The aim of this paper is to reconcile Plato’s doctrine that “no one does wrong willingly” presented throughout his works with the story of Leontius which suggests wrong can be done willingly. I will do this by attempting to explain how Leontius is still congruent with Plato’s doctrine, followed up by an examination of the arguments using Galen Strawson’s ideas on moral responsibility. From here, I will then consider the implication that incongruency may be inevitable, and I will finish with my own solution to the problem.
Firstly I will reacquaint us with the story of Leontius.  One day Leontius was walking along when he spotted the executioner’s block. Beside the block he came across the sight of some corpses which led to him having an internal conflict between the rational part of his soul, and the appetitive part of his soul. His appetites won the day and he ran towards the corpses telling his wretched eyes to look at the beautiful sight. Despite this, the spirited part of his soul caused Leontius to become very angry at succumbing to his appetites. This story is in fact told as a means to make an argument for the spirited part of the soul.
This story would be another tale demonstrating a Socratic principle if not for the fact that
it seemingly goes against another principle – that no one does wrong willingly.  It can be argued
that Leontius did wrong in succumbing to his appetites and was willing in the end to give in to his desires. Here I will question the idea that Leontius did wrong willingly.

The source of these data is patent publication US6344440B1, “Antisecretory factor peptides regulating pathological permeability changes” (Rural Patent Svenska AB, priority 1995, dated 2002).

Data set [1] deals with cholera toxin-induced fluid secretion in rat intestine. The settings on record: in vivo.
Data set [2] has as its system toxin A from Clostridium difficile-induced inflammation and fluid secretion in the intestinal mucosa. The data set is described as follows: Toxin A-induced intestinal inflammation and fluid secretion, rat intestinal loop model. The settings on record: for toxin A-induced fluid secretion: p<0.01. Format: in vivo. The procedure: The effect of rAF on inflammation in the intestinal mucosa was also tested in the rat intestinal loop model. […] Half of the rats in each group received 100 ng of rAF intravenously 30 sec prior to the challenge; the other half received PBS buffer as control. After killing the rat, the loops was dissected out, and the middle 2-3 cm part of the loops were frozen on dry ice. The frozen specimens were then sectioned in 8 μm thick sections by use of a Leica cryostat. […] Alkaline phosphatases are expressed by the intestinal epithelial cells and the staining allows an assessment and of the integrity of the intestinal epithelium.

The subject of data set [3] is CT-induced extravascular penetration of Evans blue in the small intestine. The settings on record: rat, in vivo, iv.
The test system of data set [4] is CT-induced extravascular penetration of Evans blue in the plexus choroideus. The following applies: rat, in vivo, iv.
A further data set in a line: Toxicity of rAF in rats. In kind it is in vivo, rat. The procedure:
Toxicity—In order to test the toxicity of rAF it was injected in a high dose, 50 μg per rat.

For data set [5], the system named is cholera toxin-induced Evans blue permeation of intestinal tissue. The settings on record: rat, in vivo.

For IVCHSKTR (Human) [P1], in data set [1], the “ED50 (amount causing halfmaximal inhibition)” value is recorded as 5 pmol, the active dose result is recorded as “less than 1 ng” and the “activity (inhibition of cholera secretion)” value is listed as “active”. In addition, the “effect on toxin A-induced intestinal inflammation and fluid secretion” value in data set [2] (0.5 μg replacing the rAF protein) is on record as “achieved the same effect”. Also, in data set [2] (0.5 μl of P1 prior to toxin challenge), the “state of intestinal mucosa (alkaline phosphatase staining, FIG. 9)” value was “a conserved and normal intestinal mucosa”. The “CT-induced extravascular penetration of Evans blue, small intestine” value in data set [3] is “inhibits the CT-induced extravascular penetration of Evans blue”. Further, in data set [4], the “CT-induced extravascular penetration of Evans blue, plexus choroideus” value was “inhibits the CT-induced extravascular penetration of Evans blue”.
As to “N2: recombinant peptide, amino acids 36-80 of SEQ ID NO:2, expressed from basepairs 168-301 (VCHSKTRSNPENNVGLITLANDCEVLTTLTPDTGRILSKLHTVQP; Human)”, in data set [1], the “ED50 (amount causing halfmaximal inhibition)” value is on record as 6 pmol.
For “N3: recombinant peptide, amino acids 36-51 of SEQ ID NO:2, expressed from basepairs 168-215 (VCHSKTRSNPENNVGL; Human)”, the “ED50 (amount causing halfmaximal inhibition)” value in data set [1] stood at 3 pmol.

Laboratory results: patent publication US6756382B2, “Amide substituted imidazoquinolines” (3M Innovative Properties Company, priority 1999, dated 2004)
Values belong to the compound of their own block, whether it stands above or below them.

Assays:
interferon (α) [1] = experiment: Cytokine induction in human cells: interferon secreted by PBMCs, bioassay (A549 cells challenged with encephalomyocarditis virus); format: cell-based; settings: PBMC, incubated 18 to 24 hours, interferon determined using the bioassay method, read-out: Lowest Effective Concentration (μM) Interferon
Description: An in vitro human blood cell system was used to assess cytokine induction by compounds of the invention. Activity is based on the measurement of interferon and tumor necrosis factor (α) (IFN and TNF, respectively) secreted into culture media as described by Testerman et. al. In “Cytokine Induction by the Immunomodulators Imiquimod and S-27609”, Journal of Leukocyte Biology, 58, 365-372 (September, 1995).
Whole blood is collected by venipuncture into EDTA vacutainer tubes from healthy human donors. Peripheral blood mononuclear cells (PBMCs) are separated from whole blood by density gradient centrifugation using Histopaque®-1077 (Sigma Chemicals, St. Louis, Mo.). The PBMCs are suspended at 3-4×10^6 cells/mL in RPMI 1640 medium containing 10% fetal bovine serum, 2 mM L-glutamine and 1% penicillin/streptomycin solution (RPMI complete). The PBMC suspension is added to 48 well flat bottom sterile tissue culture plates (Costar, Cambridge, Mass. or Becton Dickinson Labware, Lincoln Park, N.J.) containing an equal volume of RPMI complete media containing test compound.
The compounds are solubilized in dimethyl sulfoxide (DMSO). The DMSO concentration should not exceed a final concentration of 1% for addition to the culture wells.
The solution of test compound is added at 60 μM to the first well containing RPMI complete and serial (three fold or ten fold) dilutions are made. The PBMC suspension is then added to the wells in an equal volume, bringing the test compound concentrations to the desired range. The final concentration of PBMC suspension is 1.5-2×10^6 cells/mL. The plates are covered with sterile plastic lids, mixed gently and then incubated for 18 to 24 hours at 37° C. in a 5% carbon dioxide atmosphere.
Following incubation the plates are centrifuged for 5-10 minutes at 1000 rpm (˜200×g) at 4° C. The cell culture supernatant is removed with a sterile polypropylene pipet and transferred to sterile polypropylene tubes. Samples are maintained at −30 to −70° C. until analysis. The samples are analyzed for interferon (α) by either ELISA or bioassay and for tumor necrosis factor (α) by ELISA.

In light of this personal objective, I surmise that I have two possible conclusions. The first that I am wrong, and Leontius did a wrong act willingly, or second, I am correct and Leontius did not do an action wrong willingly. In order to complete my objective I will need to show one of two possible outcomes:
Leontius did not do anything wrong in his actions.
Leontius was not willing in his action.
Here I will begin with the assertion that Leontius did not commit a wrong action. At first glance this appears as if an absurd thing to say but consider the actions that Leontius underwent. One thing he did was succumb to the desires of his appetites. After succumbing, Leontius proceeded to stare at the corpses while cursing himself. Is either of these actions wrong?
First of all consider succumbing to our appetites. The appetites are a part of the human soul according to Plato  and do in my opinion therefore seem more natural than inherently bad. However, I do agree there are some desires that the appetite produces that should never be acted on such as murder, while at the same time there are appetites that generally should be acted upon such as love, and compassion. Succumbing to the appetites is right or wrong depending upon the desire to be fulfilled.